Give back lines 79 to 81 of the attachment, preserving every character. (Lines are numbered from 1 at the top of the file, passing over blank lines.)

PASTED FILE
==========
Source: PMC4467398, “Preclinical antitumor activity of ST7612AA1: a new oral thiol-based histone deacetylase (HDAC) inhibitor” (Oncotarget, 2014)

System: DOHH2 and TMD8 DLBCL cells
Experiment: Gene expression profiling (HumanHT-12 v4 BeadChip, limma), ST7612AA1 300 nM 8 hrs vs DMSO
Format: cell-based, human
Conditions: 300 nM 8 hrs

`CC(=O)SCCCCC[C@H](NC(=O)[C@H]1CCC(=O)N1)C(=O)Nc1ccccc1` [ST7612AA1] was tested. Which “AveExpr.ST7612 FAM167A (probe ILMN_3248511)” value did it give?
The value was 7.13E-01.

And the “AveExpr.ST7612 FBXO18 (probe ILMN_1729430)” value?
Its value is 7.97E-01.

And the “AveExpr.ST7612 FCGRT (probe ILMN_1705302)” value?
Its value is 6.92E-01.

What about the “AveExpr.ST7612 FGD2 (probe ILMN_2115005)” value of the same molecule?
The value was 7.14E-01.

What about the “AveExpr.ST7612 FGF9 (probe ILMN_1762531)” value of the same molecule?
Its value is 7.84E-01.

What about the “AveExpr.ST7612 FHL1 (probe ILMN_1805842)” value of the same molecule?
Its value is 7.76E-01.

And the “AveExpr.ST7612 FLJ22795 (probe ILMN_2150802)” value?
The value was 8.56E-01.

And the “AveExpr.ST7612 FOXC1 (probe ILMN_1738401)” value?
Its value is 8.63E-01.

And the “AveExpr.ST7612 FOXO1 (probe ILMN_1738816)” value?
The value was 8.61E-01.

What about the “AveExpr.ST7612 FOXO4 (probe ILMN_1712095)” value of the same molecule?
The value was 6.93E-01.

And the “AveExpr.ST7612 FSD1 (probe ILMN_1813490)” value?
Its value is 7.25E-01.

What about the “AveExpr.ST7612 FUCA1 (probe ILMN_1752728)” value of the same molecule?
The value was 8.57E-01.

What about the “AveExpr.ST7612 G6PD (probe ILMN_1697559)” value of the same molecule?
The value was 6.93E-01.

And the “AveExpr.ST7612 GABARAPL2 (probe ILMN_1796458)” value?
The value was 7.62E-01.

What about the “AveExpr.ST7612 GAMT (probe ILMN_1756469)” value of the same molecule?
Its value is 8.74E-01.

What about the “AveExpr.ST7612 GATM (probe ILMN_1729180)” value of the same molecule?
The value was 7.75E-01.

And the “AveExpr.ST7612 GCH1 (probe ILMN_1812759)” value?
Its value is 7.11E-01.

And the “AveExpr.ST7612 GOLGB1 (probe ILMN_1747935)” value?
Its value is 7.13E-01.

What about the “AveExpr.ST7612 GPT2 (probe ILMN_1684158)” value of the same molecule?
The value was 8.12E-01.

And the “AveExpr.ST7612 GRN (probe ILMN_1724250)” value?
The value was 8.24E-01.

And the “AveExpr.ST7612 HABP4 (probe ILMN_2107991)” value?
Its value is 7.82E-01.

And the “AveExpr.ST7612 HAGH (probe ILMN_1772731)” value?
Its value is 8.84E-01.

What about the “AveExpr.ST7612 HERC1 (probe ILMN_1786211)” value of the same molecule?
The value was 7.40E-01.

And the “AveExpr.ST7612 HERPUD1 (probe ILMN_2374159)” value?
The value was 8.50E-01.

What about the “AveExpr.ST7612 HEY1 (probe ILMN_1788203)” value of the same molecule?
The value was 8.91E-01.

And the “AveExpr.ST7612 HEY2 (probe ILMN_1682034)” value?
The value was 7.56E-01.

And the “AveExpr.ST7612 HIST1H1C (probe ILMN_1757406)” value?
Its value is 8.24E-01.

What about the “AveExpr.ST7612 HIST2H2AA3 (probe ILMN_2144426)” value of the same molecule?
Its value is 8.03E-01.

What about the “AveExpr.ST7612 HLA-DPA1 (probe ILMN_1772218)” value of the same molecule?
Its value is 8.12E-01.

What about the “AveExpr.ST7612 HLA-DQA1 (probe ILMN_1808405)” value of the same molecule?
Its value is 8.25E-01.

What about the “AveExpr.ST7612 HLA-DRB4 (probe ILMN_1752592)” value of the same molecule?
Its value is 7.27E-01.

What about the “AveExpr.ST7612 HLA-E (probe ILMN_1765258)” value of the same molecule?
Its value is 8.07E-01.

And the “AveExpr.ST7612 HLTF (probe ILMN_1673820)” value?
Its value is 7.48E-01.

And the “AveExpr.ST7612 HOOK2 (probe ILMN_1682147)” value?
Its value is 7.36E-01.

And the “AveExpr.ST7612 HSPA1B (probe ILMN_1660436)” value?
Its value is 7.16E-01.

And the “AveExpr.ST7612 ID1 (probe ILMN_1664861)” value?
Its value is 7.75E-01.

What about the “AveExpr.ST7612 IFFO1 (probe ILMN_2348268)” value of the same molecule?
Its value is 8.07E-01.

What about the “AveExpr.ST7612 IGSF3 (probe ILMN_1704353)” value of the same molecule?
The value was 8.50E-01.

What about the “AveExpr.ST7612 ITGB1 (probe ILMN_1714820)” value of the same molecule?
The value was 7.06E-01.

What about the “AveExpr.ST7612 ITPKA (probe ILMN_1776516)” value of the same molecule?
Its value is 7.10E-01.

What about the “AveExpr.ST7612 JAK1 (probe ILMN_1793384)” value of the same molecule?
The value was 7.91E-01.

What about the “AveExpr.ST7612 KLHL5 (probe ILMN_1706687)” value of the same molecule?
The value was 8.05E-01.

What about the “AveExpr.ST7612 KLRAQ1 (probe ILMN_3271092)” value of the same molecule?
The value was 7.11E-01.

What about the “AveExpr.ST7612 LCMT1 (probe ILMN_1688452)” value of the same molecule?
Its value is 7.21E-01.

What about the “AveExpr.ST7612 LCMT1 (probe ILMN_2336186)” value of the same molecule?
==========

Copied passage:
Its value is 8.07E-01.

What about the “AveExpr.ST7612 IGSF3 (probe ILMN_1704353)” value of the same molecule?
The value was 8.50E-01.